Automotive Purchasing Weekly 15 December 2014 - page 2

Automotive Purchasing
Peter Wooding
Simon Duval Smith
News Editor:
Trisha Chowdhury
Deryck Morris
Richard Sinfield
News features | Editorial request
Customer Services:
New subscriptions | Renewals | Updates
+44 (0) 208 882 1330
© 2014 Three 6 Zero Limited
All rights reserved. No part of this magazine may be reproduced
or stored in a retrieval system without the written permission of
the publishers. Whilst every care has been taken in compiling this
publication, the publisher cannot accept responsibility for any
inaccuracies or changes since going to press, or for consequential
loss arising for such changes or inaccuracies, or for any other loss
direct or consequential arising in connection with the information in
this publication. The views expressed by the contributors are not
necessarily also those of the publisher.
E. & O.E.
I tried thinking about the first things that came to my mind when someone said Ferrari, and
the result - opulence, racing, red and Italia. Whenever I’ve had to describe the carmaker in
my past articles, I would mention “Italian carmaker” somewhere in the text. But then I read
somewhere that “Ferrari was fleeing Italy” and the company was now mulling over whether
or not to stay in the country. So when I had to write a piece about the company later that
evening, I played with the thought of switching to “Italian (as of now) carmaker” and ended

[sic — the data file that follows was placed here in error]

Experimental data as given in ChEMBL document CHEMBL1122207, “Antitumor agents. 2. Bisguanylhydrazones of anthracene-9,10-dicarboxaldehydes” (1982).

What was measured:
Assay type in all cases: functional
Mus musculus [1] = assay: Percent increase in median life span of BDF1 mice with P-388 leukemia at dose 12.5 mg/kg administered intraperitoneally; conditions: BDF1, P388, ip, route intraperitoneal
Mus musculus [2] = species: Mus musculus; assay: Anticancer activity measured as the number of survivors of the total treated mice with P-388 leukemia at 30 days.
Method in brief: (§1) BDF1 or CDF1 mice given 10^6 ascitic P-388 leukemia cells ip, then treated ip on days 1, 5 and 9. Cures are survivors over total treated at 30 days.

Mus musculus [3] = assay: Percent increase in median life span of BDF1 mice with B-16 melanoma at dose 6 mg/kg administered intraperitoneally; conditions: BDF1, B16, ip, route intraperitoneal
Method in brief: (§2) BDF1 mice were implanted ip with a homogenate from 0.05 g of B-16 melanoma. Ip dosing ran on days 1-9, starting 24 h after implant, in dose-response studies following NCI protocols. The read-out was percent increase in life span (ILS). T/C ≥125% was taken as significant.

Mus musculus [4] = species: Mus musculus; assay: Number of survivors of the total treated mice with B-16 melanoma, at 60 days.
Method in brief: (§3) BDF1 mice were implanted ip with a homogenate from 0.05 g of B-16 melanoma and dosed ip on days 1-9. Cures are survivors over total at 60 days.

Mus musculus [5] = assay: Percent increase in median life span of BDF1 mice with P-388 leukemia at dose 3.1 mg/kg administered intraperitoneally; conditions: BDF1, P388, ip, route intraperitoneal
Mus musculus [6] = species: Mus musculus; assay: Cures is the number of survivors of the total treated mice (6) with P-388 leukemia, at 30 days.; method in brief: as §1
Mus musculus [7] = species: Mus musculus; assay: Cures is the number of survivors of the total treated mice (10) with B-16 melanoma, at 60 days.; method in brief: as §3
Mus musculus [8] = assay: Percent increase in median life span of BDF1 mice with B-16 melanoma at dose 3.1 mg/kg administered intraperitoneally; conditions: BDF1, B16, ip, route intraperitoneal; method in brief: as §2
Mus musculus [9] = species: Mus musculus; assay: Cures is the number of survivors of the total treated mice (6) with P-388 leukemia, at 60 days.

up skipping the part about the country entirely.
But this whole affair about Ferrari got me thinking about the
company’s Italian heritage. Ferrari has always been as Italian as
Mama’s pasta. Let’s go back in time for a bit, shall we? In 1929,
Enzo Ferrari started the Scuderia Ferrari (Stable Ferrari - used
as Team Ferrari) to sponsor drivers and to manufacture race cars
before moving into production of street-legal vehicles in 1947. The
Italian heritage of the supercar is clearly reflected in it’s logo. If you did
think that ‘prancing pony’ logo is without meaning, allow me to enlighten you.
The horse was originally the symbol of Count Francesco Baracca, a legendary
“asso” (ace) of the Italian air force during World War I, who painted it on the side of
his planes. Baracca died very young on June 19, 1918, shot down after 34 victorious duels
and many team victories, subsequent to which he was proclaimed a national hero. It was
Countess Baracca, the legendary hero’s mother, who suggested to Ferrari that he paint the
horse on his cars as it would bring him good luck. The ‘prancing horse’ is placed on a yellow
background, which is the symbolic colour of Modena, the birthplace of both Ferrari and its
That was just the logo. I won’t even get into how intricately the carmaker is linked to its
home country. So when Ferrari announces it might leave the country, I see people reacting
exactly the way I expect them to - surprise, shock, anger, disbelief. Except there’s just one
little problem - none of it is true.
The rumour was that Ferrari will be moving its FISCAL residence outside of Italy and NOT
production. Most media outlets did what they do best - sensationalisation - and ended up
reporting the story as if Ferrari is relocating its entire operation outside its birthplace. Ever
since the story broke, I kept feeling the need to stand on rooftops and shout that this is
not true. I guess the pandemonium was further fuelled by the fact that Ferrari or its parent
company, Fiat Chrysler Automobiles (FCA), hadn’t released an official statement. But late on